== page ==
What’s the relation between OKRs versus KPIs?

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Chances are that in some point of your life you have used some kind of Key Performance Indicators. With OKRs there are Key Results and that can be confusing. Don’t worry they are almost exactly the same thing. So, if you have used KPI’s you already have a upper hand in using key results.

The Key Result portion of the OKR is a measurement that supports the Objective. Therefore, the Key Result actually incorporates the KPI. In other words, everyone who uses OKRs is also automatically using KPIs.

What’s the Eisenhower Matrix?

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The Matrix is a 4-square grid. The top 2 boxes are respectively labeled Urgent and Not Urgent at the top. The top row is labeled Important to the left, and the bottom row is labeled Not Important.

The Eisenhower matrix expedites time management. You list all the tasks for your day in one or another of the boxes. As you list them in the box, do so by priority. When finished, address the Urgent/Important Tasks immediately and dismiss the Not Urgent/Not Important tasks.

If possible, delegate the items in the Urgent/Not Important box or leave them for the future, when there are no more important tasks. The Non Urgent/Important tasks should be assigned a completion date, but they should never take priority over Urgent/Important tasks.

What’s the relation between OKRs and S.M.A.R.T?

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SMART is an acronym for:

  • Specific – they are clearly understood by everyone in the team
  • Measurable – you can always get a clear idea of how well you’re doing
  • Achievable – when planning, there’s no point in deciding to fulfill all dreams in a year. Make sure you think what you really could do.
  • Relevant – the goals you set must be important for your company. The goal shouldn’t be “Let’s hire 20 people” but “Let’s increase the revenue enough in order to hire 20 people.”
  • Time-bound – they have a specific due date for completion to resist the urge to say “okey, we’ll do it next year.”

SMART methodology is often used when setting Objectives as it makes sure your objectives are well thought out and focused enough.

What’s the relation between OKRs versus MBO?

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The birth of OKRs can be traced back to Peter Drucker, one of the first managerial thinkers, who, in the 1950s introduced a system called “Management by Objectives” (MBOs) that called for setting objectives for everyone who works in a company. These goals had to “lay out what contributions a given individual and their unit are expected to make to help other units obtain their objectives.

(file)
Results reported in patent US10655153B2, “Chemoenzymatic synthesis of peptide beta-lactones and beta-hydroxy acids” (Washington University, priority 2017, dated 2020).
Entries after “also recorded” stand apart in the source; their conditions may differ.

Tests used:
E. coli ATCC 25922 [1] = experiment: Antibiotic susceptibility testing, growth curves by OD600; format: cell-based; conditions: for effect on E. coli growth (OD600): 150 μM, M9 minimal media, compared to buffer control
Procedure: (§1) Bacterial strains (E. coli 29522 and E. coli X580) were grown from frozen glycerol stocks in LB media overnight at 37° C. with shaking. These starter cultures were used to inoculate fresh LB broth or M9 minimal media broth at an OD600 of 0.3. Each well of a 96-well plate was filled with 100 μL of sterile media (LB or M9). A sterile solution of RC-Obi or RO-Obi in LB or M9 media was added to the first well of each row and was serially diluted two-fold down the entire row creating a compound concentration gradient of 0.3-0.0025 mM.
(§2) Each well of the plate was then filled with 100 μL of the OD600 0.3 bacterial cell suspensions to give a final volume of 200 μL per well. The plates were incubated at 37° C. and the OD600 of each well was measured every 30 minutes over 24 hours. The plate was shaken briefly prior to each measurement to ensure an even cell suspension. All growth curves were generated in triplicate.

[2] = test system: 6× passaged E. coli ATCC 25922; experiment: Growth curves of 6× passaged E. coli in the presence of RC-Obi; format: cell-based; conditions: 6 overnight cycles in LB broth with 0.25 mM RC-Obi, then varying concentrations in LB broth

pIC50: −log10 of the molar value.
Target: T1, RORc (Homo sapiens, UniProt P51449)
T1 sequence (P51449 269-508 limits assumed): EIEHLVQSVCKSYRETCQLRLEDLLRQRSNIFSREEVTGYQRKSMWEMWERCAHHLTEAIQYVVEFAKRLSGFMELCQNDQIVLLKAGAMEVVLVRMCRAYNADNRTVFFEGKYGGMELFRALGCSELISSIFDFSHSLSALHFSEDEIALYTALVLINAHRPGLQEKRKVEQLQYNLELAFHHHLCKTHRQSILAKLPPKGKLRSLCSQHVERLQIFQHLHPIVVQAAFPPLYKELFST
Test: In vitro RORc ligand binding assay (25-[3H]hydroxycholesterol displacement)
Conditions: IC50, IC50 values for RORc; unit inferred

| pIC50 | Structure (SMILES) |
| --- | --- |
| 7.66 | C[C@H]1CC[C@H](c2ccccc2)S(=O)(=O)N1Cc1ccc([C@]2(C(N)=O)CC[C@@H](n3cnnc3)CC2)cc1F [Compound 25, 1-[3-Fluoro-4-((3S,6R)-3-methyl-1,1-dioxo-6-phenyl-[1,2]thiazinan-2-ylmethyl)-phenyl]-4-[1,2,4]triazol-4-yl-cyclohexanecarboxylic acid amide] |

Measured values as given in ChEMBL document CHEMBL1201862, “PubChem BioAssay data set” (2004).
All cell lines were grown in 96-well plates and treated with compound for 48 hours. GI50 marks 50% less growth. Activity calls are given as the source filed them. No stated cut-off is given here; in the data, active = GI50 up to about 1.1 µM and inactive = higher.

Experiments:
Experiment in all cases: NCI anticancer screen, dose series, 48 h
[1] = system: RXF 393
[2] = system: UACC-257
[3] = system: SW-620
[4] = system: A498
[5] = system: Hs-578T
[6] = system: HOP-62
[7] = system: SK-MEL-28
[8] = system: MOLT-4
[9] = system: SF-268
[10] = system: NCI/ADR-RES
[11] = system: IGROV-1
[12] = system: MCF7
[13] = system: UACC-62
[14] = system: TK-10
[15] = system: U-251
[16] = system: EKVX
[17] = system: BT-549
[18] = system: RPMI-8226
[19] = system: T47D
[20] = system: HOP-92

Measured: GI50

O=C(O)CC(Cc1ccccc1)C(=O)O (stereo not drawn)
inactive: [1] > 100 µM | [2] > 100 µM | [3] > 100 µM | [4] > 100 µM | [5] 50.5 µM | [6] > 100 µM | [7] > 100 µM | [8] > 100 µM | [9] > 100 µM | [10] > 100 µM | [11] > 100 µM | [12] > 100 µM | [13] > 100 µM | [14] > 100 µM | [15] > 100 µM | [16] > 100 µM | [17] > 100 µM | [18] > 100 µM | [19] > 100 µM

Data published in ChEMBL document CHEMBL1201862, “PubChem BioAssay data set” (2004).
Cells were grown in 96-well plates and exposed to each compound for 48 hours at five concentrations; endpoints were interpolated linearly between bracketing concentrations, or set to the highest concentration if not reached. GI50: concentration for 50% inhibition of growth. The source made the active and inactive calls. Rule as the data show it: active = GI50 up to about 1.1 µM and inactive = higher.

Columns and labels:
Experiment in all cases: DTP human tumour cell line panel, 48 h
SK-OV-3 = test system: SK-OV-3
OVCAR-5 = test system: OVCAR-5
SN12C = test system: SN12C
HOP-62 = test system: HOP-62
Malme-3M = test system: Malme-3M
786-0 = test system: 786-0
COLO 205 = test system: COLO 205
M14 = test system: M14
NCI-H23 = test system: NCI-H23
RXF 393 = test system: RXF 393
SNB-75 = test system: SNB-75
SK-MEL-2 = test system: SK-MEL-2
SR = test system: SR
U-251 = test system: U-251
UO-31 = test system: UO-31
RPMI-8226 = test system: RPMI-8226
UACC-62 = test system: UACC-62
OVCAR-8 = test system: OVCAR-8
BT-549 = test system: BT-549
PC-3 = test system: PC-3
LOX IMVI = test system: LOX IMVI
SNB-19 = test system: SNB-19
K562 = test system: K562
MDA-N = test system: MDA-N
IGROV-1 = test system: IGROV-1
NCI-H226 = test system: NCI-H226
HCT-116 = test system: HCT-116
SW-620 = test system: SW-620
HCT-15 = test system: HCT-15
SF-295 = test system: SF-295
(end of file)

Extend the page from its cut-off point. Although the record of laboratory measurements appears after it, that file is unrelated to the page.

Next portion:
So, you could say OKRs are a more advance version of MBOs.

What’s PPP – Plans, Progress, Problems?

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PPP or “Plans, Progress, Problems” is one of the easiest weekly reporting methodologies. ‘Weekly status reporting consists of 3 different questions or categories:

  • Plans. What are you planning? (Future);
  • Progress. What have you done? (Past);
  • Problems. What problems are you facing? (Present).

Each week employees answer these questions (without writing long essays) and a manager can get an overview of what’s going on.

You can read more about PPP from Weekdone weekly reporting page

How to connect OKRs to weekly planning and tracking?

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OKRs work best if KR performance is measured regularly. You can use a combination of weekly status reporting and OKRs by linking each weekly task to a KR. If a weekly task can not be linked to a KR, you need to think long and hard if the task is necessary to achieve your goals.

What is a Smart Goal?

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Smart goals follow the SMART framework for goal setting.

Smart goals are:

  • Specific: is the KR well-defined and understandable for everyone?
  • Measurable: can you measure success or failure?
  • Achievable: is it realistically possible to do?
  • Relevant: is this KR important for your objective?
  • Time-bound: have I clearly established when the goal must be met? For OKRs this time is usually one quarter

You can read more about SMART goals from Weekdone’s SMART goals.

How can you prioritize goals?

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You can use the Eisenhower Matrix for your goal setting. The Matrix is a 4-square grid. The top 2 boxes are respectively labeled Urgent and Not Urgent at the top. The top row is labeled Important to the left, and the bottom row is labeled Not Important.

You list all your goals in one or another of the boxes. As you list them in the box, do so by priority. When finished, address the Urgent/Important Goals immediately and dismiss the Not Urgent/Not Important tasks.

Is an answer missing from Transition from other goal-setting methods?

Ask our OKR experts any question about Transition from other goal-setting methods.